A rare Getrag five-speed from an XJ-S took all the torque the new 4.2 could throw at it, with a power steering conversion the cherry on top. Uhlenberg campaigned the Mark II for many years throughout the North Island with a focus on local Taranaki club events. In 2000 he won the Sybil Lupp trophy. Six years later, LN1960 was to change hands again, this time to David Hunter, fresh out of racing his own 125T and looking to make the change. Hunter noted the Mark II had “everything I wanted in a race car.”

Big four-pot Wilwoods had made their way onto the front hubs by this stage, as well as XJ-S rear suspension and matching race seats and harnesses. It was a well sorted, potent classic racer. Hunter’s first outing in it lasted six laps before spinning the bearings. Duly rebuilt, the car managed a couple of meetings at Teretonga and Levels before damaging the bearings again at the Skope Classic in 2008.

The dry sump system proved the culprit, with a crank scraper, mesh sump liner and plumbing refinements sorting it. Dyno tuned to 283hp at 6000rpm (with more in it!) Hunter then spent time refining the chassis and brakes. The Jag was then livelier than ever, able to be steered on the throttle and a competitive front runner despite the 1.5 tonnes of mass being dragged around.

Nine years of enjoyable classic racing followed, sharing track space with four or five other Mark II racers, before current owner, Rex Bentham took the reins. Growing up and working on a Waharoa dairy farm, busy schedules meant that competing was never a pursuit for Bentham in his younger years. He does recount taking his Mark I Cortina GT to watch the racing at Baypark, “sitting up in the terraces green with envy,” watching the rapid progression in motorsport as the Allcomers saloons got wilder by the year. “Whenever I had any money I’d get off milking cows, and get over the hill to watch,” he quips, “and that’s where the passion began.”

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Life happened, as it does. The classic Kiwi OE, marriage, and making a living on the farm. He built a large workshop, circa 2000, which needed a project car to fill the excess space, and a passing affinity for Jaguar saw Bentham return from a trip South with an XK150. A nine-year restoration saw the decrepit coupe transformed into a usable classic, but not before another XK150 had been acquired as a possible donor car.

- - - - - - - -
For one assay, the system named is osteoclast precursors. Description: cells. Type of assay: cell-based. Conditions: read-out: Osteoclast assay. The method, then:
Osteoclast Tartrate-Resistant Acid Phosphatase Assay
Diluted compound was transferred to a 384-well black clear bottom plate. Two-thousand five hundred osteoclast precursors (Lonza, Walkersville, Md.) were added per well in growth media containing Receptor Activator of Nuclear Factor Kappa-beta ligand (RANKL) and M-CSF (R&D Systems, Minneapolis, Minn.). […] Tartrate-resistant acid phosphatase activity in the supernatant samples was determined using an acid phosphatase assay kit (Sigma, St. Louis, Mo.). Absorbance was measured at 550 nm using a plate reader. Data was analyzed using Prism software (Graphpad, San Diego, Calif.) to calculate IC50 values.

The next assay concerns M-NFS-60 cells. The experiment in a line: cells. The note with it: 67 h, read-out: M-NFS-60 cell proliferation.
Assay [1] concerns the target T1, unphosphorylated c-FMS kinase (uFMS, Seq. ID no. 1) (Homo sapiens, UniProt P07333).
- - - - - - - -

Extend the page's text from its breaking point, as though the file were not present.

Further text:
That also turned into an ongoing restoration, perhaps a story for another day. Long story short, Bentham’s XK150 introduced him to classic competition. “I sort of got the bug, I wanted to do more track stuff, so started looking for a race car and found this MGB roadster in Wanganui.” Bentham ironed out a few initial issues and with the car fairly sorted he learned his way around a track with the classic trials crew before progressing to running amongst a full grid in the European Racing Classic series. Ultimately, persistent engine troubles killed the MG vibe, with the decision made to sell up.

“That was going to be it, I was just going to focus on the green XK150 and take that out every now and then,” Bentham reckons before continuing, “but then as you do I was scrolling through Trade Me and this Mark II popped up!” “It looked stunning. I caught the next flight to Dunedin and met the bloke. He chucked me the keys to his shed and let me spend as much time as I wanted looking it over.” LN1960 was destined for the North Island again, and Bentham was back on the circuit.

After a couple of meetings, cooling problems punctuated Bentham’s Mark II experience. With the head off, the engine was assessed and ultimately sent down to Bruce Mason in Dunedin for a complete refresh. New forged pistons and some tickles to the head saw the new 4.2 lay down a stout 320hp on the rolling road.

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But the cooling problems persisted, eventually rectified with an upgraded radiator set-up ensuring the snarling 4.2 was reliable once again. It’s that confidence in a classic racer that makes the whole experience more enjoyable. With the Mark II running like clockwork, Bentham headed to the Historic Saloon Car grid.

“I like the idea the car hasn’t really been modified or cut up. It still has its full interior, and these guys all seem to have the same idea,” Bentham says of the HSC grids. “They’re a wonderful group, everyone is welcoming and forthcoming with ideas and encouragement, even when I was feeling a bit despondent about starting from the back of the grid at Manfeild.”

It’s classic car racing the way it was. Reinventing the glory days of motor racing, keeping things simple and stylish. LN1960 is one of a handful of cars that have come full circle and is a testament to racing like it ought to be.